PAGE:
We have also seen a bill come which deals with the most difficult of cases, those children in out-of-home care, without addressing in this place how we keep children from getting into that position and how we prevent not just those children but of course those families from getting into that position in the first place. I have certainly listened, through the select committee process, to the joint and consistent concerns raised, not just by those groups but others such as Anglicare.

While I thank minister Rau's office, and in particular Brette Schumann, for their briefing today, I had asked in that briefing who supported the bill in the current form going through. While I received nothing in writing from any particular group that could be identified, I will reflect on one that was raised last week in this place by the Hon. Tung Ngo, saying that the Guardian for Children and Young People had welcomed the bill. He selectively quoted that the guardian had welcomed the bill because it contained the charter for children's rights that was left out of the last bill that we debated in this place and was promised be included in this bill.

To fix a mistake of a previous bill is a good thing, but I hardly think it warrants making the same mistakes all over again. Just how did we get to this place where we have so many people from the sector opposing this particular bill? We get to a place where we have a royal commission and these are issues that, quite rightly, are emotional and are important, and so very important that we get right. We then have the minister, the Attorney, who rushes a consultation process. He declares and defends rather than consults and decides, as was promised by this new Premier Weatherill as a marking of a new approach from the Labor Weatherill government.

We have a bill that was introduced on 14 February in the other place with the suspension of standing orders, a bill that the sector has not seen. The sector, yes, has provided feedback to it over the Christmas break—I will point out, over the Christmas break, when those in the community sector, quite rightly and deservedly, should have been able to get a break rather than be contributing to the government's processes in such a fashion. We get a bill that is introduced with the suspension of standing orders without the sector having seen it, without the sector being able to make members, not only of this chamber but of the other chamber, aware of their concerns, and that the opposition had not sighted until it landed on their tables in the other place.

I watched that debate and I was horrified at the cavalier attitude of the Attorney to try to rush this bill through that place. Some wiser heads must have prevailed because after that it was stalled for some consideration. At that point, as the Hon. Stephen Wade has noted, the upper house's continuing select committee took a reference to taking on board this particular bill for further examination. I am certainly pleased to have been an active participant of that select committee and to have not only heard from witnesses but to have taken submissions and to have required that we be privy to the submissions made over that Christmas break by the sector.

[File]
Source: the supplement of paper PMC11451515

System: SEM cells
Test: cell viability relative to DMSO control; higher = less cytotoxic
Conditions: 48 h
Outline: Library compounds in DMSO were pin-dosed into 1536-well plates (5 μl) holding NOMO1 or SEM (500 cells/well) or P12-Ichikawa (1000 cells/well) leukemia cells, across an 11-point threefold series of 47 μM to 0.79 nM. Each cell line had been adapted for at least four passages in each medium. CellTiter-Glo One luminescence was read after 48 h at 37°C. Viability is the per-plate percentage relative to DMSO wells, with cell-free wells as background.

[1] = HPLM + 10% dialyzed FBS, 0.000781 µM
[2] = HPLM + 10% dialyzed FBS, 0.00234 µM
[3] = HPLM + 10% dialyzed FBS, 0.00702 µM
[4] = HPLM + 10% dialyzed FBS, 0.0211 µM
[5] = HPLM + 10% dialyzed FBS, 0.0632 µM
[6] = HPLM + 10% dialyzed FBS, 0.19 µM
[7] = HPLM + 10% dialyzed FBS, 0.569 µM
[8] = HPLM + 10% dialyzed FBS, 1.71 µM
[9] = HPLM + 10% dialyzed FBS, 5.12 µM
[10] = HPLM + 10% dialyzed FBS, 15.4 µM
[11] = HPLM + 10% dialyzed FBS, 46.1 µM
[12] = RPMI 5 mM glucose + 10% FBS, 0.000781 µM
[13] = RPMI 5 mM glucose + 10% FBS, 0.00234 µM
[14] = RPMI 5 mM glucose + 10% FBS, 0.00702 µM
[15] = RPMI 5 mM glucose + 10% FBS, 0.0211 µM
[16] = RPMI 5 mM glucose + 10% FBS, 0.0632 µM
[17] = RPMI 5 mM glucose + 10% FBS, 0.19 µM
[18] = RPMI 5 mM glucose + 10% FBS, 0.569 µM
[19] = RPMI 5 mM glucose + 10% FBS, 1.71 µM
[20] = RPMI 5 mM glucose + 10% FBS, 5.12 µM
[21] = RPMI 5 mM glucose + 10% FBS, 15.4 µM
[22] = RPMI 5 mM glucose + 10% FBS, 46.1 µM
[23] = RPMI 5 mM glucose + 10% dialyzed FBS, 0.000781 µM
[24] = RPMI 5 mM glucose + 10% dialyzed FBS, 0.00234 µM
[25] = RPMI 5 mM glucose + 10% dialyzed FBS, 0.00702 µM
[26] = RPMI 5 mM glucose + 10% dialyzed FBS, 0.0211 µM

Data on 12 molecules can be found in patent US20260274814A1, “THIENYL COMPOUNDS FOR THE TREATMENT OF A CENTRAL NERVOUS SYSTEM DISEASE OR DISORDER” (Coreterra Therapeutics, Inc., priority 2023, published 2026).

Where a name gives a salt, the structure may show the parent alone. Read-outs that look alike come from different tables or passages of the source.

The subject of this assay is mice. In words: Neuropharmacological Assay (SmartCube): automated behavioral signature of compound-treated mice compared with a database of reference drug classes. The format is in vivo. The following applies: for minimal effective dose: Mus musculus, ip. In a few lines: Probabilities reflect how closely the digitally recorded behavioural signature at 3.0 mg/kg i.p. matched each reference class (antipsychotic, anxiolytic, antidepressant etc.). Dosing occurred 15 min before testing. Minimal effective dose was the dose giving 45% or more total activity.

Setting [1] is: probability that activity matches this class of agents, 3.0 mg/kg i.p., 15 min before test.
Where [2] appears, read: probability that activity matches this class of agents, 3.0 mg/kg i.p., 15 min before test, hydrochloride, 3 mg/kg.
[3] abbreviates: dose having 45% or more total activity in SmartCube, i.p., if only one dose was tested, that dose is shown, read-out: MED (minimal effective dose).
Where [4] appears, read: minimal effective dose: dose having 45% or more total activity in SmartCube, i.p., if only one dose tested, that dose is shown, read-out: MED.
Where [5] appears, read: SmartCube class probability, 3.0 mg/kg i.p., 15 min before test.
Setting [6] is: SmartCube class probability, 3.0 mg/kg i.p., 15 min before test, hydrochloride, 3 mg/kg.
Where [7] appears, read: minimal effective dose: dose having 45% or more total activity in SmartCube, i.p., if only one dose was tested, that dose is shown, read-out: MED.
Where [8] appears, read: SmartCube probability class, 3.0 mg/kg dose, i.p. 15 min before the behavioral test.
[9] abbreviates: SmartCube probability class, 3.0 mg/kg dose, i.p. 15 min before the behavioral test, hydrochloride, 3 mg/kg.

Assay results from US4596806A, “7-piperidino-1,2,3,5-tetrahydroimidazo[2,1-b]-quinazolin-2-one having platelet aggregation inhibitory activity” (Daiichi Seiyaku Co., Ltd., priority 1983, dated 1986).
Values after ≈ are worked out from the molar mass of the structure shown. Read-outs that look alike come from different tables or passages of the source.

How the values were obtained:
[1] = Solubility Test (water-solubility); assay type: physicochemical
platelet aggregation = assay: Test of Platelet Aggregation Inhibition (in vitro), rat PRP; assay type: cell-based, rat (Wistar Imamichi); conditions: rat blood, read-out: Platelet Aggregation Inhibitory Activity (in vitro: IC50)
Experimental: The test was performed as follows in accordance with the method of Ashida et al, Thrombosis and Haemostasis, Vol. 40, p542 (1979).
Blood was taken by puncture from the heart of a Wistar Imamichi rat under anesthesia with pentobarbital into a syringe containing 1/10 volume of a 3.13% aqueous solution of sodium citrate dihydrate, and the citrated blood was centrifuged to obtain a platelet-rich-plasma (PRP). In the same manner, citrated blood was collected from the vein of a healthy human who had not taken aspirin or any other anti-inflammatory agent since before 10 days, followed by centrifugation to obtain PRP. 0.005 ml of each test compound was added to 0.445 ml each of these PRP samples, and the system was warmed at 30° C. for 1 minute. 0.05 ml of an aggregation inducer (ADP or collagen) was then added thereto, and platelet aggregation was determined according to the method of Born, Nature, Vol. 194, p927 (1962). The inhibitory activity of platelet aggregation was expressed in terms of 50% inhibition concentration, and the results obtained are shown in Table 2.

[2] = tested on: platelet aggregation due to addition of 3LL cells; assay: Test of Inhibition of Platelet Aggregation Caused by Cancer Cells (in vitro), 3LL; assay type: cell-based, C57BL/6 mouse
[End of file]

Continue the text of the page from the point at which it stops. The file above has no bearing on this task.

Early on, we certainly heard, I think, quite a united voice of concern and alarm bells ringing. Most notably, at that time, was the fact that this bill, in the other place, had completely forgotten to include provisions around female genital mutilation; provisions decades old that had been hard‑fought by the women's sector to gain, that were best practice in terms of not only punishing the crime of female genital mutilation, but recognising the specifics, and the cultural specifics, and the secrecy around that crime and ensuring that there were preventative measures in place in our statutes, such as the ability to take passports away where a child was considered at risk, in that case, a girl considered at risk.

Of course, we do not actually have laws in this state that prohibit circumcision of male children. We have specific laws around female genital mutilation for very good reason, because it is abhorrent and it is a violation of human rights and indeed the laws that we had. Having both preventative measures and addressing the very secret and cultural nature of that crime were best practice. But the bill before us had forgotten to keep those laws, even though that concern had been raised by the guardian, the very guardian who was very happy that we finally had the charter in this bill because we forgot it in the last bill. She had raised in her submissions to government, over the Christmas break, that female genital mutilation provisions and protections had been lost in this new bill. The guardian's office had been ignored and only through the work of both the select committee and the opposition in the other house did we finally see the Attorney recognise that mistake and correct it.

It was corrected in the other place, but I must say that the debate was incredibly disappointing because both the Attorney and the member for Light posited that perhaps it was somehow offensive and discriminating against boy children and intersex children that there be specific provisions for female genital mutilation, not only ignoring the advice of the guardian in her submission over the Christmas break, but indeed those decades of hard-fought legal reform won by the women's movement and the best advice of the United Nations and the World Health Organisation. Shocking stuff.